Anthony Esolen reflects on the significance of Catholics dropping the word “man” from the Ash Wednesday service:
A little consideration shows that there is no substitute in English for man. None of the alternatives do the necessary work. Human being is singular and somewhat personal, but it is not a universal term; we do not conceive of the fall of human being. Humanity is abstract and impersonal, and names a quality rather than a being. People is plural, and not necessarily universal; I am not people, and the sin of people might mean the sin of John and Mary and Agnes and Bill, but not the sin of all people considered as one. Mankind is a universal, but not personal. The priest could never say, “Remember, mankind, that thou art dust,” because he would then seem to be speaking not to the penitent, but to a vast generality. Men and women is not universal—it excludes children!—and introduces an irrelevant distinction of sex. Person is singular but not universal, and is in any case not limited to man; angels, too, have personal being, as do the Persons of the Holy Trinity.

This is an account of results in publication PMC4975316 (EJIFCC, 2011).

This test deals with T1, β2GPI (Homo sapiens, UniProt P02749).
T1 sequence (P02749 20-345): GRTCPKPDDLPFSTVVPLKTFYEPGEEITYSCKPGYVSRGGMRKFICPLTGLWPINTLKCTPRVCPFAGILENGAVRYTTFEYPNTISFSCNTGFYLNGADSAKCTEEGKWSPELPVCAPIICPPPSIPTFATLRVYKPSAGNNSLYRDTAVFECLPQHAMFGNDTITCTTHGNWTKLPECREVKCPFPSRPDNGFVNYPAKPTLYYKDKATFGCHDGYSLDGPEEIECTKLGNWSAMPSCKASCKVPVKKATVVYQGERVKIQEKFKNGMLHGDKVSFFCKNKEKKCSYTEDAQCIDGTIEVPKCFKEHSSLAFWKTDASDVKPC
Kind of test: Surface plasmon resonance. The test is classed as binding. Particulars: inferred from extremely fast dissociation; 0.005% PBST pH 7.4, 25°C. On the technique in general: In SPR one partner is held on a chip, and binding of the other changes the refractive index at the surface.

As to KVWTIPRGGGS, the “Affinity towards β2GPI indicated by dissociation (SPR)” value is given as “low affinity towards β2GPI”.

…why should we not have a word that corresponds to our mysterious sense that each one of us carries the burden of all, and that the good of all is oriented towards the good of each?